IN UNDERTAKING to describe the recent and strange incidents in our industry, well known but rarely understood, I find' myself forced in absence of literary skill to begin my story rather far back, that is to say, with certain biographical details concerning that talented and highly-esteemed Madame, Mirand Priestly (nee Miriam Princhek).. I trust that these details may at least serve as an introduction, while my projected story itself will come later.
I will say at once that Mirand Priestly had always filled a particular role at Runway, that of editor and chief exorciator, so to say, and she was passionately fond of playing the part—so much so that I really believe she could not have existed without it. Not that I would put her on a level with an actor at a theatre, God forbid, for I really have a respect for her. This may all have been the effect of habit, or rather, more exactly of a dreadful propensity she had from her earliest years for indulging in a frightful but satisfying daydream in which she figured as an aristocratic and commanding public character. She fondly loved, for instance, her position as a "powerful" figure and, so to speak, a "sophisticate.” There is a sort of fabulous glamour about those two little words that fascinated her once for all and, exalting her gradually in her own opinion, raised her in the course of years to a lofty pedestal very gratifying to vanity.
Set in pre-"No Man's Land" Gotham, the novel (and subsequent stage play) is based upon the stories of Robert Kane.
Edward Nygma is a costumed villain coping with a host of problems;
- A world unware of his mental prowess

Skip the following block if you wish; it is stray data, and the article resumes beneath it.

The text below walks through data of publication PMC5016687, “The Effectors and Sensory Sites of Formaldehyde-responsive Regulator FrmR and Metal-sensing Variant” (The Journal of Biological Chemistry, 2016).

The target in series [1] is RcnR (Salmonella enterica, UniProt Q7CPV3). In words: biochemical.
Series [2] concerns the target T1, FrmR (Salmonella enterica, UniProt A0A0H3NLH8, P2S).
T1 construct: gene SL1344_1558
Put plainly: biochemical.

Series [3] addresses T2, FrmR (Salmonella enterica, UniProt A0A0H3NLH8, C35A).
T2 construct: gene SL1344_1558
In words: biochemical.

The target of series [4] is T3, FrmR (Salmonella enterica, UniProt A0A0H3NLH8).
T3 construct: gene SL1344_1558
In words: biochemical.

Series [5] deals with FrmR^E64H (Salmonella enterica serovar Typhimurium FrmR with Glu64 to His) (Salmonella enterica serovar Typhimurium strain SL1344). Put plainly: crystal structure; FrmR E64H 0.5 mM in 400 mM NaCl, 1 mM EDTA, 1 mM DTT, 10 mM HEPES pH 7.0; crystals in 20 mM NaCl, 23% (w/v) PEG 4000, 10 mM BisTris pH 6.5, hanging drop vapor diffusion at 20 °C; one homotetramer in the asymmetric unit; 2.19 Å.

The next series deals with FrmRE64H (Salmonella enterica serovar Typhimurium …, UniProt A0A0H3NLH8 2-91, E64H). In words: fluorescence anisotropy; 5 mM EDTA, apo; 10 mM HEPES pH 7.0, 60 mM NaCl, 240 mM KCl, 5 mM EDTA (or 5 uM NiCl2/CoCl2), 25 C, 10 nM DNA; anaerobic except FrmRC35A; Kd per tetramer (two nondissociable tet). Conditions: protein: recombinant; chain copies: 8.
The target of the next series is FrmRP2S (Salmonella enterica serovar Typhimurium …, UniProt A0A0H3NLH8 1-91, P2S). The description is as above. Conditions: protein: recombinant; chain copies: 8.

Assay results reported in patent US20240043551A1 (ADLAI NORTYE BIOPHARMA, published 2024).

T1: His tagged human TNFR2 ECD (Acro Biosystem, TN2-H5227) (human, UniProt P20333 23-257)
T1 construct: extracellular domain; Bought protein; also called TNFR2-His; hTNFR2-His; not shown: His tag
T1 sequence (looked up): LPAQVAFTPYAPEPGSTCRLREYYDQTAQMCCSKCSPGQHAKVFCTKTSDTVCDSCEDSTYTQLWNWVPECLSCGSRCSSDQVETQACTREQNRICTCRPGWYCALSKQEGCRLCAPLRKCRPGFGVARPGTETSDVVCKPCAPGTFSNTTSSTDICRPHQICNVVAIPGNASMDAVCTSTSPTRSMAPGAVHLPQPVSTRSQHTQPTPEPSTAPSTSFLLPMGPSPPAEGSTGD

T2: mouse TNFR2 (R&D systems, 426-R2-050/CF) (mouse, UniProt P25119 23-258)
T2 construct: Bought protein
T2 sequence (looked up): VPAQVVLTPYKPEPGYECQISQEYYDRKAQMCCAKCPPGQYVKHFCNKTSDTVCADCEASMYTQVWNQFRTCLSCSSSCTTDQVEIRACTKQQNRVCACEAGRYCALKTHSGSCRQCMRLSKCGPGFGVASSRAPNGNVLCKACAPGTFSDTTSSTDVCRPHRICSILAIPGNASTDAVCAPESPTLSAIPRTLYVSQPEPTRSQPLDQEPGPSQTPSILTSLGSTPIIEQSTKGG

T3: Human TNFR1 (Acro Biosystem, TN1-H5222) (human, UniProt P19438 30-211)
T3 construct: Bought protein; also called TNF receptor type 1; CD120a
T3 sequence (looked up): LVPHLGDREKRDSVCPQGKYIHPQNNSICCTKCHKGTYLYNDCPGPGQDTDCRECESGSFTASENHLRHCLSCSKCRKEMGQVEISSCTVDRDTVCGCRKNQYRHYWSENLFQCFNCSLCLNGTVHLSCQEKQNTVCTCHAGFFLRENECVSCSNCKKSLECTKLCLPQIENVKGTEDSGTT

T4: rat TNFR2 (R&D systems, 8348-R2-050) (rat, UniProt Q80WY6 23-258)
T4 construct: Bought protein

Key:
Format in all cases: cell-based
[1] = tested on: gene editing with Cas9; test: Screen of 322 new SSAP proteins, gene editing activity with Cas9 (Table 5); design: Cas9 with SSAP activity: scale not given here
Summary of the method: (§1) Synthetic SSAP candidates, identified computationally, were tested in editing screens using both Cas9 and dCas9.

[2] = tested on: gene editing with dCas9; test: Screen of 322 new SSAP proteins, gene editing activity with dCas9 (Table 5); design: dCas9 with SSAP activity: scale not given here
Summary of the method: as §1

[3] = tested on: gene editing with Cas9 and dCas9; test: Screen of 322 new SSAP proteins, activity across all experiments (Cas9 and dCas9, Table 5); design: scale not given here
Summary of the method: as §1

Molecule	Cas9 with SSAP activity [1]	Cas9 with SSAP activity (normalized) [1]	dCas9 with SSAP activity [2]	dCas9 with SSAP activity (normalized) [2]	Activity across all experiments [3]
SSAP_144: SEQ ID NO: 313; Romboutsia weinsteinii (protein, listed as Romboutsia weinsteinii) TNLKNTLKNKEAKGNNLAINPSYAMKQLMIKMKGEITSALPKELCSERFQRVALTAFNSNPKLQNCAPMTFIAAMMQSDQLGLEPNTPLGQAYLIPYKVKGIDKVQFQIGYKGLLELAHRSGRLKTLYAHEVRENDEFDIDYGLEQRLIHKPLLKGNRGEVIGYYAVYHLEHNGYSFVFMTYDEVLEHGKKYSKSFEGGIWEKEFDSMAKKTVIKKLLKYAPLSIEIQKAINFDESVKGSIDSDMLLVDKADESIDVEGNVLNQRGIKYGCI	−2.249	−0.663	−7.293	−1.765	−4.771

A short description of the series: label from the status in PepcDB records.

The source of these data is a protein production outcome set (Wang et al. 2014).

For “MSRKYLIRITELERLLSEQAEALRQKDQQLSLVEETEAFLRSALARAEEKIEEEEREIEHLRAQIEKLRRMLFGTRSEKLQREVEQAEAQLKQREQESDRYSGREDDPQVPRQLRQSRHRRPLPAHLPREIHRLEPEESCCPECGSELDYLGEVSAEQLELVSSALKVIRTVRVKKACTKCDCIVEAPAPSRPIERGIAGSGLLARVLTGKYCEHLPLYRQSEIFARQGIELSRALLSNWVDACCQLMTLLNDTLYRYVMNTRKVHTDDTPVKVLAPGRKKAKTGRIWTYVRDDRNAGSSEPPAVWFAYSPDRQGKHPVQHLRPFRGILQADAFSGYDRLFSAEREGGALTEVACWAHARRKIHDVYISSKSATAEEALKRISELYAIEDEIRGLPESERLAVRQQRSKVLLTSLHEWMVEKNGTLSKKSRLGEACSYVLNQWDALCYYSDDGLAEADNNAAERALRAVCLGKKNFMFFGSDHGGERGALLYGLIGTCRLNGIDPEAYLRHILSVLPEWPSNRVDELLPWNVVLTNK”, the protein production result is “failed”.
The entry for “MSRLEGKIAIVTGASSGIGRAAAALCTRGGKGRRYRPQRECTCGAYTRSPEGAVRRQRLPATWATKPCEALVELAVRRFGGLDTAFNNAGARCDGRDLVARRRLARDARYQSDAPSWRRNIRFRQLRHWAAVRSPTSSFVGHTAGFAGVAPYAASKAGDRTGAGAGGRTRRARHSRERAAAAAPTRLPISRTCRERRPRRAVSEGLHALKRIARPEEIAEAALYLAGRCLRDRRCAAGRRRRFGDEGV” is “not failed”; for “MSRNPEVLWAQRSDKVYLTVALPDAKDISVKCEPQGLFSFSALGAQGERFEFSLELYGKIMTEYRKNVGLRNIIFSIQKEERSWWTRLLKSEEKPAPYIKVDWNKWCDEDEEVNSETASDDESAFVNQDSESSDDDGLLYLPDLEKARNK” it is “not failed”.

- The day-to-day problems of super villainy
- His cantakerous henchmen
- City sanctioned violence in the form of the Batman
The classic horror tale of Jean Valjean wrongly imprisoned and tortured by his most devoted fan. A rousing ending where the citizens of a small New England town take to the streets armed with pitchforks and ski poles provides the needed catharsis for this epic novel. This publication coincides with the film release starring Gerald Depardieu and Kathy Bates.
Portrait of a Lady as a Young Man
Henry James’ comedy of manners follows a cross-dressing prostitute in the streets of Dublin. Inventive stream-of-consciousness writing style marked the beginning of a new genre in literature and made the words “moo-cow” and “girlyman” part of the modern lingo.
Scarlet Letter to a Christian Nation
Provocative author Sam Harris challenges his audience in this audacious sequel to his best-seller The End of Keeping Faith. In this scorching essay, Harris proposes that all Christians wear an embroidered red letter ‘C’ on their chests so that the non-believers and “generally sane” people can quickly identify those who are “irrational, ignorant, and intolerant bigots.” Sure to be on every neighborhood book club’s reading list.
Can I ask you something, Dean? Sal said.
Are we Beat?
Sometimes. Not now.
And we're still going west.
So we'll be hip.
Nothing. Just dig.
I'm going to blow out this reefer stick. Is that okay?
Yes. That's okay.